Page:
# Circulation and Flux

In Lecture 2 we talked about one type of line integral, the work integral. In this lecture we cover two more line integrals: the Circulation integral and the flux integral.

### Flow and Circulation Integrals

If given a Vector Field, F, representing the flow of a fluid, we can define an integral of flow along a path C by:

where F (dot) T is the component of fluid velocity parallel to the path C.

This integral is exactly the same as the Work integral from

We can get a physical feel for what the circulation integral represents if we look at two situations: one where there is uniform flow, and one where the flow is rotating.

Here it is clear that the circulation is 0, as there is no flow around the path.

Here the circulation is greater than 0, since the flow clearly has a component along the path. By convention, the circulation is calculated around the path in counterclockwise direction. Flow in a clockwise direction would yield a negative circulation.

### The Flux Integral

The flux integral measures flow across a path C.

The velocity of a fluid perpendicular to a path is F(dot)n, where n is the unit normal to the path C.

The flux integral is

Recall from before that T = ( dx/dt i + dy/dt j ) / ||v|| = v / ||v||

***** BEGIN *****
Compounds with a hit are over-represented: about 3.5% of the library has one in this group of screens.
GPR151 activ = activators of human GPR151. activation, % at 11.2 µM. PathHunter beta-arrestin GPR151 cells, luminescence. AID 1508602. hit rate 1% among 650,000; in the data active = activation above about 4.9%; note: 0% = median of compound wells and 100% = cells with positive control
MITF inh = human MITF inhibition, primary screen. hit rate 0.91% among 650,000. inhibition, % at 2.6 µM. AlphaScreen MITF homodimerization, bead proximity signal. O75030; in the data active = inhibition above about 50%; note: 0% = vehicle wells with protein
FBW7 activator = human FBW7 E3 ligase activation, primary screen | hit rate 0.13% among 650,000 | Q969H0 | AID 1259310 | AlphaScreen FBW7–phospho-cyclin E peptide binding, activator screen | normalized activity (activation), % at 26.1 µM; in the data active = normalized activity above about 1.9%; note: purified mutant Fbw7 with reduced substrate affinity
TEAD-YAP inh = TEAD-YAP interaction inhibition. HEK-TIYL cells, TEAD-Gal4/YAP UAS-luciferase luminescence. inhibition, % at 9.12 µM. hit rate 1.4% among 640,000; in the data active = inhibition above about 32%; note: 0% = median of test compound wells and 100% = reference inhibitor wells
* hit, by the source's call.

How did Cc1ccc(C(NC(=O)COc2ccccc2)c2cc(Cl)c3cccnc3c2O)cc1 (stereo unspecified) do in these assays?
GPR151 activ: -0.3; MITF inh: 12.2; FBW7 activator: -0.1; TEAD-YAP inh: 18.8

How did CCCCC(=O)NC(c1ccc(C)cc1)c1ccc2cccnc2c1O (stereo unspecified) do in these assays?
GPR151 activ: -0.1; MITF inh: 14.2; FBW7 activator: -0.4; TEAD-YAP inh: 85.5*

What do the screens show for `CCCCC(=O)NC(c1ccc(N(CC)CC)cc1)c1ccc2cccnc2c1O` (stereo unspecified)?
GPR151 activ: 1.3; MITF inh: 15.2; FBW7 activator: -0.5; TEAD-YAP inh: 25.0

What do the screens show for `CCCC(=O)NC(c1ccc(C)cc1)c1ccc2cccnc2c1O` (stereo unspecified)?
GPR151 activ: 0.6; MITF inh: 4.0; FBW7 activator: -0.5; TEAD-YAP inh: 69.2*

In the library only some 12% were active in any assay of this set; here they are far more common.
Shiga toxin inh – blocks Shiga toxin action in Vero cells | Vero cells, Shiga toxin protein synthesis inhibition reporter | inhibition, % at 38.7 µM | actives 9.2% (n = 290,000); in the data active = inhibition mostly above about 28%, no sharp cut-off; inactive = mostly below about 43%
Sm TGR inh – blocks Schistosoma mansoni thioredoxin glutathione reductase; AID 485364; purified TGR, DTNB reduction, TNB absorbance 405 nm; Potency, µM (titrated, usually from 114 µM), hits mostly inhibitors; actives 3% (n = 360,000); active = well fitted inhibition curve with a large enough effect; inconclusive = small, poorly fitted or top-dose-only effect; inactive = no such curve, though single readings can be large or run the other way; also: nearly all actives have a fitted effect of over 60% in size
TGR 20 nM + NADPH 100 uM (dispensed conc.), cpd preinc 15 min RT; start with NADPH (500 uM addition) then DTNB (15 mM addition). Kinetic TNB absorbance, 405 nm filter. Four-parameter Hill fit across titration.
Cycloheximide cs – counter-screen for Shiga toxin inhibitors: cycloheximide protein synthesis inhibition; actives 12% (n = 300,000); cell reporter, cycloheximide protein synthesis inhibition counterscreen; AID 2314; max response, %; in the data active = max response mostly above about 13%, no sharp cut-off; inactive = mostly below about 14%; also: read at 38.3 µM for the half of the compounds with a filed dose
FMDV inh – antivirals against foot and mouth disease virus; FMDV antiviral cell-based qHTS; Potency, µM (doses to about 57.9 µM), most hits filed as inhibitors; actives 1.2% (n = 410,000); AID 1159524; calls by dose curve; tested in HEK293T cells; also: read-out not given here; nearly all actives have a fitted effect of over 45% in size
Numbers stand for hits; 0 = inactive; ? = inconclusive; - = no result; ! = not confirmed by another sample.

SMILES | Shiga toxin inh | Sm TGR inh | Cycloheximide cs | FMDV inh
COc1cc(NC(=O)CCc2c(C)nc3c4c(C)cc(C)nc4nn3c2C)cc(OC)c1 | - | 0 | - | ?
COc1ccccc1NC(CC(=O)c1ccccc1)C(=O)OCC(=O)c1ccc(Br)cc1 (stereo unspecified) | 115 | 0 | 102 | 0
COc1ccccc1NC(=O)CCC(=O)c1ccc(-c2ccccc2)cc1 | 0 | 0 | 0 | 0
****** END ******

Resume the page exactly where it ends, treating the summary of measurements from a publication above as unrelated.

n = T x k = ( ( dx/dt i + dy/dt j ) x k ) / ||v||
= ( dy/dt i - dx/dt j ) / ||v||

Alternatively, n can be found by inspection. For example, Given a semicircle as below, we can easily pick out the normal vectors indicated.

An alternative method of computing the flux integral is as follows:

Pictorially the flux can be looked at in the following way:
With fluid leaving the area enclosed by the path, the flux is > 0.
With fluid entering the area enclosed, the flux < 0
If fluid flow is uniform, as much fluid enters the area as exits, and the flux is 0.

Example:

Find the Circulation and Flux for F = xi + yj and C is a semicircle:

We can do the integral in two parts - over C1, the circular portion of the path, and over C2, the flat part of the curve along the x-axis.

Paramatrizing the Curves:
C1: r1(t) = a cos t i + a sin t j; 0<t<Pi

C2: r2(t) = ati; -1<t<1

On C1: T1 = v(t) / ||v(t)|| = - a sin ti + a cos t j / ||v||
n1 = a cos t i + a sin t j / ||v||

On C2: T2 = i
n2 = -j

Note that the circulation was zero, as expected for a radial field - there is no flow around the path, and the flux was positive, as expected for a field expanding outward from the area enclosed by the path.

Lecture written by Lawrence C. Weintraub on Wednesday, September 13, 1995
Edited by Aric Shafran on Thursday, September 14, 1995
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